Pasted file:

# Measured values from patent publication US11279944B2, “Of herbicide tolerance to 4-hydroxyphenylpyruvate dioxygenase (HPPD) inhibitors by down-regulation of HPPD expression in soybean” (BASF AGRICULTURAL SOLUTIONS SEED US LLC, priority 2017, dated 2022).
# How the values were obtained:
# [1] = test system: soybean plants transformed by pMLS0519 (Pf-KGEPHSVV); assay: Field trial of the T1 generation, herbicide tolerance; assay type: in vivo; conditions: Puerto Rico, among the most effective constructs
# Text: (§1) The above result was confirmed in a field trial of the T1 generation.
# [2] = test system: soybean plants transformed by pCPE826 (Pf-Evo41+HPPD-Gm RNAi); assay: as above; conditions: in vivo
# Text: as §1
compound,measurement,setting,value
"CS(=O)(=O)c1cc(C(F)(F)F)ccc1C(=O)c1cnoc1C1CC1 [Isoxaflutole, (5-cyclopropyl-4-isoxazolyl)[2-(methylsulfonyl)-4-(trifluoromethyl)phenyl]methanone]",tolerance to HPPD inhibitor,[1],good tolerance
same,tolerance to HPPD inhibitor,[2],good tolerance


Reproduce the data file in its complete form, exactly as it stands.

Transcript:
# Measured values from patent publication US11279944B2, “Of herbicide tolerance to 4-hydroxyphenylpyruvate dioxygenase (HPPD) inhibitors by down-regulation of HPPD expression in soybean” (BASF AGRICULTURAL SOLUTIONS SEED US LLC, priority 2017, dated 2022).
# How the values were obtained:
# [1] = test system: soybean plants transformed by pMLS0519 (Pf-KGEPHSVV); assay: Field trial of the T1 generation, herbicide tolerance; assay type: in vivo; conditions: Puerto Rico, among the most effective constructs
# Text: (§1) The above result was confirmed in a field trial of the T1 generation.
# [2] = test system: soybean plants transformed by pCPE826 (Pf-Evo41+HPPD-Gm RNAi); assay: as above; conditions: in vivo
# Text: as §1
compound,measurement,setting,value
"CS(=O)(=O)c1cc(C(F)(F)F)ccc1C(=O)c1cnoc1C1CC1 [Isoxaflutole, (5-cyclopropyl-4-isoxazolyl)[2-(methylsulfonyl)-4-(trifluoromethyl)phenyl]methanone]",tolerance to HPPD inhibitor,[1],good tolerance
same,tolerance to HPPD inhibitor,[2],good tolerance